There is a different convention for very high power transmitter vacuum tubes as given below.
The first element is always Г (G). The second element represents the frequency band and also the mode of functioning.

Letter (Russian) Letter (English) Specifies
К K Frequency: ≤ 25MHz
У U Frequency: 25MHz to 600MHz
С S Frequency: > 600MHz
М M Modulator
И I Impulse

The third element is the serial number of the tube. The fourth element after a hyphen (-) shows the cooling method. ‘A’ is for air-cooled and Б (B) for water-cooled.
Moving forward
Till now, I’ve primarily covered diodes, transistors and vacuum tubes. Resistors and capacitors can easily be understood, and their numbering and marking systems are similar. Besides, in the case of unreadable markings, their values can easily be measured. ICs are a different subject altogether, and each class needs to be dealt with separately. They have not been covered here because of paucity of space and also because this article is more of a primer than a comprehensive guide. Information on most of the Soviet era ICs is available online, and can be searched using the methods described earlier. Information on transformers can also be found on the Internet using the part numbers mentioned on them.
With the information provided here, it is easy for an electronics engineer to help repair or indigenise a system of Soviet origin. With a little knowledge of the Russian language, it is easy to find the relevant information on the Internet.

Some useful handbooks and references

  • Domestic semiconductor devices. A Reference guide. Edition 5 – AI Aksenov, A. Nefedov [Отечественные полупроводниковые приборы. Справочное пособие – А.И. Аксенов, А. Нефедов]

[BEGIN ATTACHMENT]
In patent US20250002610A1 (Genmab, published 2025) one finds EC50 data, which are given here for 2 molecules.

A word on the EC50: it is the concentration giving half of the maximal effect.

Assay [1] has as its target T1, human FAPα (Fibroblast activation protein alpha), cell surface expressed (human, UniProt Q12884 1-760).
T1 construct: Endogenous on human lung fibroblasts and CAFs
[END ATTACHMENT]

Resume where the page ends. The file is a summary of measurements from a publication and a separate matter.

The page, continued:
[Link –]
  • Handbook of semiconductor devices. Edition 2. Moskatov E. A.
    [Справочник по полупроводниковым приборам. Издание 2. Москатов Е. А.]
    [Link –]
  • Quick reference electro vacuum devices. (1965) Zaitsev V. A. Nikolaev S. N. [Краткий справочник по электро вакуумным приборам. (1965) Зайцев В.А. Николаев С.Н]
    [Link –]
  • Mass Radiobiblioteka. Vol. 1258. All of vacuum tubes. Gendin Gennady Semenovich. [Массовая радиобиблиотека. Вып. 1258. Все о радиолампах. Гендин Геннадий Семенович.]
    [Link –]

Some important GOST standards

  • ГОСТ 15133-77: Terms and definitions of semiconductor devices.
  • ОСТ 11 .336.919-81: Nomenclature of semiconductor devices.
  • ГОСТ 13393-76: Nomenclature of vacuum tubes.
  • ГОСТ 20859-79: General specifications for power electronic devices.
  • ГОСТ 19656.0-74: General provisions and methods of measuring microwave devices.
  • ОСТ 11.336.907.3-81: Application guide for Zener diodes.
  • ОСТ 11.336.907.5-81: Application guide for varicaps.
  • ОСТ 11.336.907.6-81: Application guide for rectifiers.
  • ГОСТ 20003-74: Terms and definitions for bipolar transistors.
  • ГОСТ 19095-73: Terms and definitions for FETs.
  • ОСТИ 073.062: 76 ESD protection methods for semiconductor devices.